TRIBUTE TO PHIL CULLEN

TRIBUTE TO PHIL

Phil Cullen in his varying roles as Teacher, School Principal, Regional Director of Education in both the North-Western and Northern Regions of Queensland and later as State Director of Primary Education in Queensland certainly left his mark. He will be remembered and remembered for all the right reasons – for his love of education and for his unrelenting advocacy for kids….

Our Aussie kids will remember him and so too will we,

From the “Naplan Curse” he fought to keep our classrooms free!

A man of great statue who walked so boldly and so tall,

A legendary hero who inspired, coached and nurtured us all!

With charisma he came, bringing enlightenment and hope,

Seeding environments wherein pupils could learn and cope!

He promoted his shared vision with energy, zest and zeal,

And the culture he instilled gained widespread appeal!

Still remembered and revered throughout this great State,

In Outback Queensland he was a colleague, mentor and mate!

Of  him, people out there still so highly and positively speak,

On educational matters his trusted advice they would always seek!

Throughout the Cullen Era Queensland Education always ranked first,

From our Primary School classrooms the joy of learning burst!

“Learning How to Learn” became the catch-cry of each school day,

And Phil was always there sharing the excitement along the way!

A great communicator, orator and a tireless advocate for kids,

This man was a marvel and wouldn’t have changed his job for quids!

So blessed was the system to have attracted leadership of his kind,

How and what he achieved was simply the work of a Master-mind!

 Les Treichel.

                                                                             

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Education Readings March 30th

Sad news – the founder of Treehorn Express, Phil Cullen, passed away earlier this week. Phil was one of the foremost educators of our times, especially in his home state of Queensland, Australia, where he served as Director of Primary Education (i.e., the top dog) for 13 years. Phil’s educational vision and pedagogical knowledge was immense. He was aghast at the introduction of the Australian national testing programme, known as NAPLAN, about 10 years ago. He started his crusade against NAPLAN at that time, and his battle continued to the very day he died – his last email was sent only hours before his fatal heart attack. I consider myself very privileged to have been able to do my bit to support Phil in his endeavours, by running this website for him.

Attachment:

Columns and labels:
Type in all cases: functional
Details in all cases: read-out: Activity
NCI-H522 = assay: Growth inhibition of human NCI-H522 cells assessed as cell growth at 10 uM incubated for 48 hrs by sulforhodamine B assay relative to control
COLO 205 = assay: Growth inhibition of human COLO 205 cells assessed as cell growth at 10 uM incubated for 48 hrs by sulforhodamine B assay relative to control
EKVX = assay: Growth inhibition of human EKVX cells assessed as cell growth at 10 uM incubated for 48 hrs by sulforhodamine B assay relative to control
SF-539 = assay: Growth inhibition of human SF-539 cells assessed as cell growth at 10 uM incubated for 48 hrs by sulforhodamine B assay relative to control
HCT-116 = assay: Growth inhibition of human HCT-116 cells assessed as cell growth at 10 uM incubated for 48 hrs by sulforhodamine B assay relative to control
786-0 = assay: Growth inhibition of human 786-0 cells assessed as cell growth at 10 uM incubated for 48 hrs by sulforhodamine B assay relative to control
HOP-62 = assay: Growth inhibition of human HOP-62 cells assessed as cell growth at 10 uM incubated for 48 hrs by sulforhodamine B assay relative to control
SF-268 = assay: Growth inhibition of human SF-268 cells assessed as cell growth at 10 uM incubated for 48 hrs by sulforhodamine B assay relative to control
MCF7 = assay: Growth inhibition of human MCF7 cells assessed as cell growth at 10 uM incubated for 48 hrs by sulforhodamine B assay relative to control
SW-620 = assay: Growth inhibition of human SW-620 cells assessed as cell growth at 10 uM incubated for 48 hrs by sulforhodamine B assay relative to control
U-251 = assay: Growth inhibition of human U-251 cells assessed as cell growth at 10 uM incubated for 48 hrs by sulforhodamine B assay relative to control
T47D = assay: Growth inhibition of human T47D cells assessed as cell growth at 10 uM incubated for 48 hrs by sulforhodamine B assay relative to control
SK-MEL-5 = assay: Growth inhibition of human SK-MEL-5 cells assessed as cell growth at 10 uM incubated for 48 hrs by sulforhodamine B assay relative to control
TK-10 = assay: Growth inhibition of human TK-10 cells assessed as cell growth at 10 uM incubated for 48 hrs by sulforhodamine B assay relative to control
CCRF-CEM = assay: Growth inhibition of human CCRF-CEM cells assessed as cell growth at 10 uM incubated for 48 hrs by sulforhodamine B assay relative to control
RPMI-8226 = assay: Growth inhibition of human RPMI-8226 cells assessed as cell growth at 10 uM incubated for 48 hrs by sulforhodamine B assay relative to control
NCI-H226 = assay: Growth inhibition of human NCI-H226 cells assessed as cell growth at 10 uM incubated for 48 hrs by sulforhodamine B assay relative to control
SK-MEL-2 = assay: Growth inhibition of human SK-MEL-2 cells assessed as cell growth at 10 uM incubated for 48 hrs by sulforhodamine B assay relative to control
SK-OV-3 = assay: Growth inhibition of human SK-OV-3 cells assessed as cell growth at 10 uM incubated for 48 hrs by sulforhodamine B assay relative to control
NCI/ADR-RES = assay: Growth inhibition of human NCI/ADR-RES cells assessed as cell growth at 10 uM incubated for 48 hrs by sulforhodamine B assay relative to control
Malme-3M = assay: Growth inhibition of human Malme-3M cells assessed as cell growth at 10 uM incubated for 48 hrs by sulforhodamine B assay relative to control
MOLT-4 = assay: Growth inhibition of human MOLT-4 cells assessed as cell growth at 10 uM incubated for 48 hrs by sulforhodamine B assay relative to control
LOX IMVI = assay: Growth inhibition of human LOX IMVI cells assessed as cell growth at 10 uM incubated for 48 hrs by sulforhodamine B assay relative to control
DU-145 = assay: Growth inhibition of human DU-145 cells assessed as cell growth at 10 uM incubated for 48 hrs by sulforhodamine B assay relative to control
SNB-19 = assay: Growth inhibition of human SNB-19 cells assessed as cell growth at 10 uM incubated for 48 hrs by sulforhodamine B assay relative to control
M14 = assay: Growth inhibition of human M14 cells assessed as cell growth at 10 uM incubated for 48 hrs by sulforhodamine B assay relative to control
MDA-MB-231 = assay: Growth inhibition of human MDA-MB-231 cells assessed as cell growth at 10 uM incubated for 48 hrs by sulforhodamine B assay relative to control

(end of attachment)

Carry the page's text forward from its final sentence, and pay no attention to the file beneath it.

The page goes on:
Should you wish to send condolences to his family, his email address cphilcullen@bigpond.com is being monitored by his family.

In true Phil fashion, he told his family to please celebrate his life, and not to be sad about his death.

Allan Alach


Education Readings

By Allan Alach

I welcome suggested articles, so if you come across a gem, email it to me at allanalach@inspire.net.nz

Mathematics Part 1: The mathematics pendulum

Here’s a two part series by Kelvin Smythe on the teaching of mathematics.

‘I have long wanted to have Charlotte Wilkinson, an independent mathematics consultant, set out her ideas on mathematics but, in the previous education environment, any association with me would have been dangerous for her work. With that changed, I am delighted to present two writings from her which are an overview of nearly everything in mathematics.’ 

http://bit.ly/2ugOmcy

Mathematics Part 2: Producing literate and numerate children

‘An increasing amount of information is shared in a digital format, therefore there is an ever increasing need for people to be numerate, not just able to carry out set procedures. Being numerate requires an understanding of basic arithmetic, the properties and manipulation of whole numbers, and rational numbers. It requires using number sense to reason whether answers are correct. When a point is reached in solving a problem, knowing which operation or formula is required is still essential, but completing the procedure has been superseded in reality by technology.’

http://bit.ly/2I2f6j7

Authentic Learning Begins With Student-Designed Curriculum

Thanks to Bruce Jones (via Phil Cullen) for this link.

‘But then I fought my obsessive need for control and took a giant step closer to my ultimate end goal of a fully authentic learning environment by empowering my students to generate our curriculum.’

http://bit.ly/2umnM1Q

Constructivism vs. Constructivism vs. Constructionism

‘I’d like to offer my take on the meaning of these words. I hear them used in so many ways that I often get confused what others mean by them.’

http://bit.ly/2pB7PzQ

Contributed by Bruce Hammonds:

We are at the beginning of a new educational era. The challenge now is to reimagining the school day to ensue all students’ gifts and talents are identified, amplified and valued.

Another gem from Bruce:

‘Lester wrote that 30 years later we have wasted excessive amounts of time and resources replacing approaches of the past that weren’t broken and didn’t need fixing. It’s time, says Lester “to put the shine back on teaching’ to create a nurturing environment for both teachers and students. For too long our system has suffered from those who mistakenly think they know better.”’

So what is the ‘end in mind’ for teachers in the 21stC?

http://bit.ly/2E0sKRj

Yes, Project-Based Learning Gets Kids Ready for the Test (and so much more)

‘I was worried the first time I tried a project-based learning unit with my students. As a young teacher, I had prided myself on running a challenging class and had focused much of my attention on getting my students prepared for what we were both going to be assessed on: the test.